I have never been particularly athletic.
I tell people it’s because I’m short and skinny and therefore never had a chance to break out and shine on a playing field. I can then infer I WANT to play sports, but sadly cannot. “If only I hadn’t inherited such poor genes,” I wistfully sigh, a tear running down my cheek. “But alas, it isn’t to be.” This helps me keep a shadow of masculinity, though it tends to engender unwanted pity.
I am of course lying. I despise sports. I would prefer books and epic fantasy genres any day of the week.
As with any deep and abiding abhorrence, there are many reasons why I do not like sports. But what follows-from when I was seven years old- is a big one.
My parents decided in a fit of madness and dementia to pry me away from the newspaper and Star Trek books and sign me up for youth soccer. They reasoned that they might get lucky and I would turn out to be good, nay, incredible! Maybe I could even wind up with a successful career! Hordes of women would flock to me, ensuring my parents would be looked after in their old age whilst surrounded by (rich) grandchildren.
You can probably imagine the results.
Normal parents would have given up at this point. But my parents are more driven (or desperate) than many, and they came up with a plan for next year.
This way, my parents enthusiastically schemed, my dad could keep an eye on me more directly and ensure that I was giving my “all” to the game. No more would I be able to stand in the field picking dandelions! No more would I be a scrawny weakling! Under my father’s expert tutelage I would become a soccer star, nay, a soccer GOD.
I will pause the story so that those who know me can stop laughing and recover their wits.
Finished laughing? Good. Jerks.
It turns out that there was a teensy flaw in the plan: my dad didn’t know a thing about soccer.
Another teensy flaw included the fact that we were terrible. Our team consisted of a group of wandering, easily-distracted children staring at butterflies while parents shouted on the sides of the fields.
The sad thing is we wanted to win. We understood that winning was a good idea. We were just magnificently untalented. No matter what we did we simply couldn’t get ahead. I’m not even sure we scored a goal. The season wore on and we hadn’t won a single game. To make matters worse we had to go up against the other team from our town, a team that consisted of the biggest, baddest and most athletically gifted children on the planet; seven year old behemoths whose parents had been spiking their cereal with human growth hormones.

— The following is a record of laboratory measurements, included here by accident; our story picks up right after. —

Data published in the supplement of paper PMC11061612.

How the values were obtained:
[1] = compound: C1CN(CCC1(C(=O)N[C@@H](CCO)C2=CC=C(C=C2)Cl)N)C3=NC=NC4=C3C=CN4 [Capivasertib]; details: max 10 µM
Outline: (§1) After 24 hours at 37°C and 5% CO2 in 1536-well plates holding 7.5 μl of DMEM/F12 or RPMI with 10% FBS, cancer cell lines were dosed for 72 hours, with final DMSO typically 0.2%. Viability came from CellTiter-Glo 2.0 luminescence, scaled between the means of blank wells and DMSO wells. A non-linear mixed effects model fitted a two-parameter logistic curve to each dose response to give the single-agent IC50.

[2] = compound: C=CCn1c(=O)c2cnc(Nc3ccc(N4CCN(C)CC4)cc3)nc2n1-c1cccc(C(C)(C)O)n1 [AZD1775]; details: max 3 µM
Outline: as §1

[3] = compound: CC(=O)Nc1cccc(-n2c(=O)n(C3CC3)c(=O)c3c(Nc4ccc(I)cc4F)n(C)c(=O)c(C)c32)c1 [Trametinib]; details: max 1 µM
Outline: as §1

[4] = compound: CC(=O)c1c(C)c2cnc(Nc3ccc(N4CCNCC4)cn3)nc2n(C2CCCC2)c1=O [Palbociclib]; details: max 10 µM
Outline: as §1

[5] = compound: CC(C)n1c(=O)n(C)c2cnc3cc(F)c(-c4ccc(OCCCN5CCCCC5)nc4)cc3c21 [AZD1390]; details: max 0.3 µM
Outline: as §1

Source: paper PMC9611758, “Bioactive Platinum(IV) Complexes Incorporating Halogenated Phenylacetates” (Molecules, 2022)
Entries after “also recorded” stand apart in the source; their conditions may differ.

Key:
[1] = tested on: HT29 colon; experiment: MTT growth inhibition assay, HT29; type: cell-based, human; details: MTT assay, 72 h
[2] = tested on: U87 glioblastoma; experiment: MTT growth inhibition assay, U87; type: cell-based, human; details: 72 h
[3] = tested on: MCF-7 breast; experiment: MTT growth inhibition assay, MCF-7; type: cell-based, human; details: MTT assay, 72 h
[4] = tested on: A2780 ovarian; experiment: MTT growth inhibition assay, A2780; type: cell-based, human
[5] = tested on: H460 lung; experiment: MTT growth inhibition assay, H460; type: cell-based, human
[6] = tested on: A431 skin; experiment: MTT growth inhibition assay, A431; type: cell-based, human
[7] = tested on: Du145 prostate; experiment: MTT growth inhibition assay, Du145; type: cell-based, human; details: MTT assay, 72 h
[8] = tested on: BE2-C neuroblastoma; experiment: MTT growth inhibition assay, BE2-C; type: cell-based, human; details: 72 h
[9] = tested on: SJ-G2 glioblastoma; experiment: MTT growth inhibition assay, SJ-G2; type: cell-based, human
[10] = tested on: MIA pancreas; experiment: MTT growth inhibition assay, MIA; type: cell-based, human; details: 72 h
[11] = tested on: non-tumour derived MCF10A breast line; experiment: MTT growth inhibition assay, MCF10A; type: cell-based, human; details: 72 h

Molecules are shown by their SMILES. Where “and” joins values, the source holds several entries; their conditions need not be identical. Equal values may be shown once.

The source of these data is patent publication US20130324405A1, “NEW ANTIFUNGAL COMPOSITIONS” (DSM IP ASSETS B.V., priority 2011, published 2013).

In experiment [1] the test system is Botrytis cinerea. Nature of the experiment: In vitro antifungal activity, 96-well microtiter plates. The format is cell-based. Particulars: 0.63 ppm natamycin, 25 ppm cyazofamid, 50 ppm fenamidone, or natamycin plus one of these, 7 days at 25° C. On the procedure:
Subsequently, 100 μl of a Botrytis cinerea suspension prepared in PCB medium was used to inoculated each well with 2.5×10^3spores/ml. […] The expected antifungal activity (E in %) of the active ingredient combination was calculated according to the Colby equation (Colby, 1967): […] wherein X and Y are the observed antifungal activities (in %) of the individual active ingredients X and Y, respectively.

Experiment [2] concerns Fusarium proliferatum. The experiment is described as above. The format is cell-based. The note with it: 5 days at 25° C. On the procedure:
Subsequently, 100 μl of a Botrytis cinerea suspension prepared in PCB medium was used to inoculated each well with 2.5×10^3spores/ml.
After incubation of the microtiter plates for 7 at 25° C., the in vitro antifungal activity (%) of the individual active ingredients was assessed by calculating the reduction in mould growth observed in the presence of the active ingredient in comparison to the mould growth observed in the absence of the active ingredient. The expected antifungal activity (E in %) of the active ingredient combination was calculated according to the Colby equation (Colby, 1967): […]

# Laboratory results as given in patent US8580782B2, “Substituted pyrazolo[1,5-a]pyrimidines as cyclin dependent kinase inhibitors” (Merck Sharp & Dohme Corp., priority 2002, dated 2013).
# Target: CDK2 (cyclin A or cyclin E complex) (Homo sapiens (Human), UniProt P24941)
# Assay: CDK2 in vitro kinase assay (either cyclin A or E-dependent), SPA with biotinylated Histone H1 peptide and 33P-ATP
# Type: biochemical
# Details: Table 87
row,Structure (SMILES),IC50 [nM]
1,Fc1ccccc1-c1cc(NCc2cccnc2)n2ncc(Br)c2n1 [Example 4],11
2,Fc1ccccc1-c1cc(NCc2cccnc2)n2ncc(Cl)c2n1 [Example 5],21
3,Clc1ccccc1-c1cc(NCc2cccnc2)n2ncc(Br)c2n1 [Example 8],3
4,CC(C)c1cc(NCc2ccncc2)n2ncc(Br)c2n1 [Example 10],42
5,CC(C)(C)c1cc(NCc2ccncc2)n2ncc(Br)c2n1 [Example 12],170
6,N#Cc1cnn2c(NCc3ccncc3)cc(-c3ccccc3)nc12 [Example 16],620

One of these children, a future star on the high school football team, was already shaving.
It was a rout. The retreat from Bull Run was handled with better grace and honor. Dad’s coaching abilities began to be called into question by the other parents as his dreams of retirement went up in a blaze.
We had one game left after that; one last chance to salvage my parents’ dream and my team’s reputation. Our desire to win was bordering on manic. In the pre-game pep talk I was asked to help inspire the team. I think my dad was thinking of saying a prayer, but I took a different approach.
Here’s the rub, though: the other team hadn’t won a game either. This was a last ditch chance for both of us. I was aware of this fact, though I hadn’t really processed it as we came roaring onto the field with shouts of bloodlust.
We had never performed such a game in all of our lives. We were on fleek (to quote today’s cool kids) and we assaulted them with a ferocity rarely seen outside of a Jurassic Park movie.
And we destroyed them. In the end it wasn’t even close. Our determination, our tenacity, our sheer thirst for victory had finally paid off! We were not complete losers after all! It was a glorious march from the field hoisting Dad upon our shoulders in riotous celebration.
Then I glanced over to the other end of the field.
As long as I live, I shall never forget the looks of haunted despair that emanated from the losing team. Up until ten minutes ago we had been in the same boat, both desperate not to come in last, both trying to salvage something from a terrible season. But I had taken that from them. I could console myself with the fact that I hadn’t come in dead last, but I had in my victory denied the other team even that.
At that point what little desire I had to play sports faded like the dew in the heat of the summer sun. I retreated back to my seclusionary life of books and the newspaper. My parents were forced to come up with a backup plan for their retirement.